• Answer is a list of "items" , where each item is a piece of text from the image ( multiple spans). In such cases your model/method is expected to output an answer where each item is separated by a comma and a space. For example if the question is "What are the three common symptoms of COVID-19?" Answer must be in the format "fever, dry cough, tiredness". In such cases "and" should not be used to connect last item and the penultimate item and a space after the comma is required so that your answer match exactly with the ground truth. In case of unordered lists like the example given above, our ground truth has all possible permutations and hence it doesn't matter the order in which the items are listed in your answer.
  • Answer is a contiguous piece of text from the question itself (a span from the question)
  • Answer is a number ( for example "2", "2.5", "2%", " 2/3" etc..). For example there are questions asking for count of something or cases where answer is sum of two values given in the image

In short the task is mostly an extractive QA task (span or multiple spans from image or question). The only case where an answer which is not directly extracted from either image or question is allowed is where answers are numeric.

There might be more than one valid answer per question. In such a case, a list of possible correct answers is given in the training set. In a typical supervised training setting one might want to use only one answer per question. In such a case we suggest to use the first answer in the list of answers.

Ground Truth Format

In the Downloads section, we provide download links to a JSON file that has the url to images and the question-answer annotations. The file has the following format.

{
    "dataset_name": "infographicVQA",  The name of the dataset, should be invariably "docvqa"
    "dataset_split": "train",  The subset (either "train" , "val" or "test")
    "dataset_version": "0.1",  The version of the dataset. A string in the format of major.minor version
    "data": [{...}]
}

 

The "data" element is a list of dictionary entries with the following structure

{
    "questionId": 65882,  A unique ID number for the question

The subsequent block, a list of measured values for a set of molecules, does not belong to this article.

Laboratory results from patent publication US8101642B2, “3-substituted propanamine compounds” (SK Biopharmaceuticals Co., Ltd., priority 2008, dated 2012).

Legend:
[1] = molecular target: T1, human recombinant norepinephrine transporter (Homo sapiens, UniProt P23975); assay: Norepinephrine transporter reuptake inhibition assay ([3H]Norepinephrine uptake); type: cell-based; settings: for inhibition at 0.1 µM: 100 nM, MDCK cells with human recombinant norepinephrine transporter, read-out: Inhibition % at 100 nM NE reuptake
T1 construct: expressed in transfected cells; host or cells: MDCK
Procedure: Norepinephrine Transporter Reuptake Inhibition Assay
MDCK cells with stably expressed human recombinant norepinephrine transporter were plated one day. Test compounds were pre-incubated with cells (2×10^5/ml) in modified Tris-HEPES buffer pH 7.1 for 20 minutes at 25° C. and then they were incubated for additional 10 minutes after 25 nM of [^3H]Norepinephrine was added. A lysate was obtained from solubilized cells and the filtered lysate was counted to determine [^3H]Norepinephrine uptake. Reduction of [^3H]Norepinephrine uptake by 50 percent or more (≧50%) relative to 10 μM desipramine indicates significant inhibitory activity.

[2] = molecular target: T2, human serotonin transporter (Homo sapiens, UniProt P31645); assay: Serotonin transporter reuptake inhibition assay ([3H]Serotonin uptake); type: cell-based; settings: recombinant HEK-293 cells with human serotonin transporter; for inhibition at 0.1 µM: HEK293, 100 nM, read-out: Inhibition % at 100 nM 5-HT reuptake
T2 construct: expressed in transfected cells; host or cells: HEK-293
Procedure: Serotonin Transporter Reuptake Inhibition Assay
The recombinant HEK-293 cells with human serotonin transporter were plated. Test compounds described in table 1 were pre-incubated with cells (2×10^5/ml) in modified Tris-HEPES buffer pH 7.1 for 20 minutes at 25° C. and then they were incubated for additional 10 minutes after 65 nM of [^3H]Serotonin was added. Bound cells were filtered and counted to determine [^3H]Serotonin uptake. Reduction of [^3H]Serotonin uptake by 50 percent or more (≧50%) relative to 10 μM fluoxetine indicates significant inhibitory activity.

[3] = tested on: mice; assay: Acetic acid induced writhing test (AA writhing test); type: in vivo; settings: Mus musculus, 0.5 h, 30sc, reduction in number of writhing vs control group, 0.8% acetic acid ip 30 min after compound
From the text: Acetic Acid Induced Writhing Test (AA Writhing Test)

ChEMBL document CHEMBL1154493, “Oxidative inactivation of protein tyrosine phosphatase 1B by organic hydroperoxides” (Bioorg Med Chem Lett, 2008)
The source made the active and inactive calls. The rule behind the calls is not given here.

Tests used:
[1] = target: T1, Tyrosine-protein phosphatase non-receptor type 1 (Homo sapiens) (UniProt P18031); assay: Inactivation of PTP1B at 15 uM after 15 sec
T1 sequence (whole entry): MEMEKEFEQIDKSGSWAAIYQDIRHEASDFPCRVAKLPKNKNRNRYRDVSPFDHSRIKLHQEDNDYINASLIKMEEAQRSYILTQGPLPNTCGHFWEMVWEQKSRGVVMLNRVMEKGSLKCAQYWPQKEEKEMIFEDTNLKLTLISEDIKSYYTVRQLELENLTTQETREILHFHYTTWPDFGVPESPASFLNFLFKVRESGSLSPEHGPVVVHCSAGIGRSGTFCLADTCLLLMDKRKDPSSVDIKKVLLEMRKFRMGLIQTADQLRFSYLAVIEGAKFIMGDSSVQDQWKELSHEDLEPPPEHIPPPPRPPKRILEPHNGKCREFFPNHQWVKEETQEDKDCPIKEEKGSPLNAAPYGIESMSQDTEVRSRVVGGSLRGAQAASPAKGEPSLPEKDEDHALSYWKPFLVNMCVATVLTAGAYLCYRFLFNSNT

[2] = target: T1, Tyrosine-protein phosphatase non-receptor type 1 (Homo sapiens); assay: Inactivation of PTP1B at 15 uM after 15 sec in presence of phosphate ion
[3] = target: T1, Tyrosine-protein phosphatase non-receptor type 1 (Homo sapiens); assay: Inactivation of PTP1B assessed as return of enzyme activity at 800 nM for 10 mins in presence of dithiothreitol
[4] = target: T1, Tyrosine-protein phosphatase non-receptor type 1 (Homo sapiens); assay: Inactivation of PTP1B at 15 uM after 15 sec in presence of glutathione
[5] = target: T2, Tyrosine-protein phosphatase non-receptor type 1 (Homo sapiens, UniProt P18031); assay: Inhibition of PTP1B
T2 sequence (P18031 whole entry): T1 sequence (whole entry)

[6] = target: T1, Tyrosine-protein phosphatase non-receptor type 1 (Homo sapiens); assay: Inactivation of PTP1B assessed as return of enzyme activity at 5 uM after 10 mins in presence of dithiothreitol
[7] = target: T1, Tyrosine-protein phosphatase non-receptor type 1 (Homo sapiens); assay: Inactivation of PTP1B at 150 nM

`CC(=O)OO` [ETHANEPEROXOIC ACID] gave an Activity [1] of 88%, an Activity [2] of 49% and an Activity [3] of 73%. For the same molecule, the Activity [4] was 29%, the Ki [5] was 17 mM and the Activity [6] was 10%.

"question": "What is the value of Tourism GVA?",   The question string - natural language asked question
    "image_local_name": "34306.jpeg",
    "image_url": "https://www.tra.gov.au/Images/UserUploadedImages/209/ILoad703___Thumb.jpg",   url for the image
    "answers": ["$43.4 Billion", "43.4 Billion"],  A list of correct answers provided by annotators
    "data_split": "train"  The dataset split this question belongs to
}

Submissions Format

Results are expected to be submitted as a single JSON file (extension .json) that contains a list of dictionaries, in which there are two keys which are "questionId" and "answer". The "questionId" key represents the unique id of the question while the "answer" key should correspond to the model's output. As a example, the result file might be named: result_task1.json and will contain a list similar to:

[
    {'answer': 'TRANSMIT CONFIRMATION REPORT', 'questionId': 10285},
    {'answer': '12/15/88', 'questionId': 18601},
    {'answer': 'Dear Dr. Lobo', 'questionId': 16734},
     ...,
     ...,
]

Evaluation Metric

The mtric used to evaluate and rank the method in this task will be the Average Normalized Levenshtein Similarity (ANLS). The evaluation scheme will be the same as the evaluation metric used for Task1 .

  • Answers are not case sensitive.
  • Answers are space sensitive.
  • For multi span answers each "item" must be separated by a comma (",") and a space. Order of items in a multi span answer does not matter.

Important Dates

ICDAR 2021 edition

5 -10 September 2021: Presentation at the Document VQA workshop at ICDAR 2021

30 April 2021: Results available online

10 April 2021: Deadline for Competition submissions

11 February 2021: Test set available

23 December 2020: Release of full training data for Infographics VQA.

10 November 2020: Release of training data subset for new task "Infographics VQA"

 

CVPR 2020 edition

16-18 June 2020: CVPR workshop

15 May 2020 (23:59 PST): Submission of results

20 April 2020: Test set available

19 March 2020 : Text Transcriptions for Train_v0.1 Documents available

16 March 2020: Training set v0.1 available